Industry Lobbying Opens World Of Changes

Deputy Prime Minister and Agriculture Minister Barnaby Joyce, with Peter O'Brien of Segenhoe Stud, Tom Reilly of TBA and Derek Field of Widden Stud.


Skilled workers from overseas have long been integral to the success of Australia’s thoroughbred industry and so, the Federal Government’s announcement, in April, of its intention to scrap 457 Visas, was met with considerable alarm.

Fortunately, Thoroughbred Breeders Australia (TBA), in conjunction with Racing Australia and several industry groups, were quick out of the gates to lobby government in an effort to restore skilled visas.

As a result of those efforts, last Friday the government announced changes to the list of occupations under which employers can hire skilled workers from overseas; reintroducing the categories ‘horse trainer’ and ‘horse breeder.’

“It’s a major breakthrough, we’re grateful to the government for listening to our concerns.” said TBA chief executive, Tom Reilly. “Reinstating the category ‘horse trainer’, so that applicants can apply for both short and long term visas will provide certainty to racing and breeding.”

Despite the name, the category ‘horse trainer’ is also commonly used by breeding operations to bring in highly skilled and experienced staff . The separate category ‘horse breeder’ was reintroduced, but only for short term visas lasting two years.

“We will continue to work with government on these issues but it is a big step forward and I’d like to thank Barry O’Farrell at Racing Australia for his work on the issue,” added Reilly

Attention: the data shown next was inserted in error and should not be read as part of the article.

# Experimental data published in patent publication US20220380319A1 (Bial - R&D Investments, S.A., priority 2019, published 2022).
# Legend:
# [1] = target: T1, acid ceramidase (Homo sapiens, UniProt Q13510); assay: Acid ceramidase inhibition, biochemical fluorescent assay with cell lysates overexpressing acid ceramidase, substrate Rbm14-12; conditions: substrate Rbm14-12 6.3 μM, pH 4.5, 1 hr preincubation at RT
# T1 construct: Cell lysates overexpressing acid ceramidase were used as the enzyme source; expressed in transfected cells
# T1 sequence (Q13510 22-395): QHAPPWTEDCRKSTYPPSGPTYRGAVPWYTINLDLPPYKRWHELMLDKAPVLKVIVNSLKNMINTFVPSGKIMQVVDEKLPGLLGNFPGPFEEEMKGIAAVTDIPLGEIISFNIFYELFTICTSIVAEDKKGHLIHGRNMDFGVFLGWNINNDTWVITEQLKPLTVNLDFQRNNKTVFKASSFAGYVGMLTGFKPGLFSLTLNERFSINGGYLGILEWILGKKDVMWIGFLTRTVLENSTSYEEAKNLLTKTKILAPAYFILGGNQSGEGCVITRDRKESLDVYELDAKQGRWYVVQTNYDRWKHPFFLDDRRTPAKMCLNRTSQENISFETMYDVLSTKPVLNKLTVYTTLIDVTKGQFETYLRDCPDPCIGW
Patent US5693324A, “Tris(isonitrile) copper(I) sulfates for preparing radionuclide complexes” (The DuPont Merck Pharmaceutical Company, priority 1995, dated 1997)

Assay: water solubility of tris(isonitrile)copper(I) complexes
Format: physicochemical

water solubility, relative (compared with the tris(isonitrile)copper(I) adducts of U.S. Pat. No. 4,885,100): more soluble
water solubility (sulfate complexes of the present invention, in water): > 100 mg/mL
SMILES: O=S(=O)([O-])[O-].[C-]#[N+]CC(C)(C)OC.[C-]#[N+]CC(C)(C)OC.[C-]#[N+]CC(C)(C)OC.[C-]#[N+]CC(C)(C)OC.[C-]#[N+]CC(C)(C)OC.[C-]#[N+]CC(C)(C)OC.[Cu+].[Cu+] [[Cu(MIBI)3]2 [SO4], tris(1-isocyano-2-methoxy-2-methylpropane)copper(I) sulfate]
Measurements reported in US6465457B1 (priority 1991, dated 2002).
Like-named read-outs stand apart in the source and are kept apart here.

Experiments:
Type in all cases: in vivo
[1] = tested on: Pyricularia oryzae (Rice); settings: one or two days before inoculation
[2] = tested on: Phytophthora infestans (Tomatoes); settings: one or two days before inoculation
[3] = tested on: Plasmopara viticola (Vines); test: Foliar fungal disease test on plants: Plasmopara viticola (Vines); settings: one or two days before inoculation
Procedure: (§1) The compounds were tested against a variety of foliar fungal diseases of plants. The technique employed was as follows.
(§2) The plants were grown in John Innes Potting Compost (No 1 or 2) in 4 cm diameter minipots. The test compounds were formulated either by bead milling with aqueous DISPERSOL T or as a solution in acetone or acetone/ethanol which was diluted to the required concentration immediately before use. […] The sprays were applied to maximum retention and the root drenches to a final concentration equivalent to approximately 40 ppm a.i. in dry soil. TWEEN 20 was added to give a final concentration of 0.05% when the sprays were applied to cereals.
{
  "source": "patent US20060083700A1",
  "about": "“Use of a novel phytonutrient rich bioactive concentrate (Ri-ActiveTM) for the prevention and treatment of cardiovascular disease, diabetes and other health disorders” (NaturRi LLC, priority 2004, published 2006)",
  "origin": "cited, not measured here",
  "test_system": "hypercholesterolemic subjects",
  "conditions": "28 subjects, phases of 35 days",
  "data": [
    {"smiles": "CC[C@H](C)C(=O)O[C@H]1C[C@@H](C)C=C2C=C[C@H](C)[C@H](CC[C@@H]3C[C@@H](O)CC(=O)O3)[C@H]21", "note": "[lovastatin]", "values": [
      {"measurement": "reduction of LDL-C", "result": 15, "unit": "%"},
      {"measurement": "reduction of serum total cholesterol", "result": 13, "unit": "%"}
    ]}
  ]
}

“We also had the first meeting of the advisory board for the new research and development levy last week, another initiative between government and industry, and it is clear that if different groups can work together on issues the results will be better for all.”

TBA President, Basil Nolan, concurred with Reilly’s assessment: “On behalf of the TBA I’d like to thank the government for listening to breeders, as well as the broader racing industry, on what our needs are.

“We don’t employ big numbers of foreign workers, but those that are here are a vital part of the workforce and in a global business such as breeding, we need to continue to have access to these highly skilled people.

“Another big take away from this is the willingness of government to lend an ear to our genuine concerns … our thanks to Deputy Prime Minister Barnaby Joyce, who met with Tom (Reilly) Derek Field and Peter O’Brien to discuss this issue face to face. I think he came to understand how serious this issue was at that meeting because he gave us a commitment he would assist on our behalf and be in our camp when the matter was discussed at Cabinet.”

O’Farrell was quick to applaud the joint co-operation of industry groups and, on radio on Sunday morning, was keen to assuage any doubts as to the importance of overseas workers.

“There are 65,000 people employed by the thoroughbred industry across Australia with only around 400 holders of 457 visas,” O’Farrell reveals. “That compares to around 95,000 here on skilled worker visas overall, so our industry only takes up a small fraction of those workers.”

O’Farrell was similarly eager to point out that the 457 visas weren’t available at the expense of domestic staff: “These (457 visa) workers fill critical roles and if they are not allowed in, stables will be either forced to use inexperienced staff or, in some cases, close down their operation.

“I haven’t met anyone yet that wouldn’t prefer to employ local staff, but the important thing to remember is that we are a part of a global industry and have Australians in many of the world’s racing and breeding regions passing on their skills, just as 457 visa holders are doing the same here.

“The thoroughbred industry contributes $6 billion annually to the Australian economy and it’s encouraging to see our own representative bodies, and those of government, working so closely together.”

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